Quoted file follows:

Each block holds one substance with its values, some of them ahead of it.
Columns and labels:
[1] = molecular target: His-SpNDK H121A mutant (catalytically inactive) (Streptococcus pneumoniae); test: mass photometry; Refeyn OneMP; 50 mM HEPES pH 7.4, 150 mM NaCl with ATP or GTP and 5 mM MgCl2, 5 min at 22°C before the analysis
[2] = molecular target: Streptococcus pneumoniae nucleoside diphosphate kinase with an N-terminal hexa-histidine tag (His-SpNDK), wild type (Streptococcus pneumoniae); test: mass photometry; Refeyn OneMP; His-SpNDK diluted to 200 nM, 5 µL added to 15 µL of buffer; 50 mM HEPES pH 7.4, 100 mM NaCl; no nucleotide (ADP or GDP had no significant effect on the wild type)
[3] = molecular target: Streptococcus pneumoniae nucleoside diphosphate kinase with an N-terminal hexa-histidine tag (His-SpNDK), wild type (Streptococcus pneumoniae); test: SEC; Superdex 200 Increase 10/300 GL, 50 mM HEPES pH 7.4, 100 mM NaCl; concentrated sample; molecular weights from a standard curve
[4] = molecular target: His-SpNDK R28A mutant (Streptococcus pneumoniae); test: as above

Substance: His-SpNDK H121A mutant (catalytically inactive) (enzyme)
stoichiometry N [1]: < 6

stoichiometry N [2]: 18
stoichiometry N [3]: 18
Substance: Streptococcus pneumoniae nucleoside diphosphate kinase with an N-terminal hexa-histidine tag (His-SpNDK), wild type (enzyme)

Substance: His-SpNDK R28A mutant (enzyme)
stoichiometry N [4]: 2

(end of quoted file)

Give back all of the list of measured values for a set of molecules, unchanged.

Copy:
Each block holds one substance with its values, some of them ahead of it.
Columns and labels:
[1] = molecular target: His-SpNDK H121A mutant (catalytically inactive) (Streptococcus pneumoniae); test: mass photometry; Refeyn OneMP; 50 mM HEPES pH 7.4, 150 mM NaCl with ATP or GTP and 5 mM MgCl2, 5 min at 22°C before the analysis
[2] = molecular target: Streptococcus pneumoniae nucleoside diphosphate kinase with an N-terminal hexa-histidine tag (His-SpNDK), wild type (Streptococcus pneumoniae); test: mass photometry; Refeyn OneMP; His-SpNDK diluted to 200 nM, 5 µL added to 15 µL of buffer; 50 mM HEPES pH 7.4, 100 mM NaCl; no nucleotide (ADP or GDP had no significant effect on the wild type)
[3] = molecular target: Streptococcus pneumoniae nucleoside diphosphate kinase with an N-terminal hexa-histidine tag (His-SpNDK), wild type (Streptococcus pneumoniae); test: SEC; Superdex 200 Increase 10/300 GL, 50 mM HEPES pH 7.4, 100 mM NaCl; concentrated sample; molecular weights from a standard curve
[4] = molecular target: His-SpNDK R28A mutant (Streptococcus pneumoniae); test: as above

Substance: His-SpNDK H121A mutant (catalytically inactive) (enzyme)
stoichiometry N [1]: < 6

stoichiometry N [2]: 18
stoichiometry N [3]: 18
Substance: Streptococcus pneumoniae nucleoside diphosphate kinase with an N-terminal hexa-histidine tag (His-SpNDK), wild type (enzyme)

Substance: His-SpNDK R28A mutant (enzyme)
stoichiometry N [4]: 2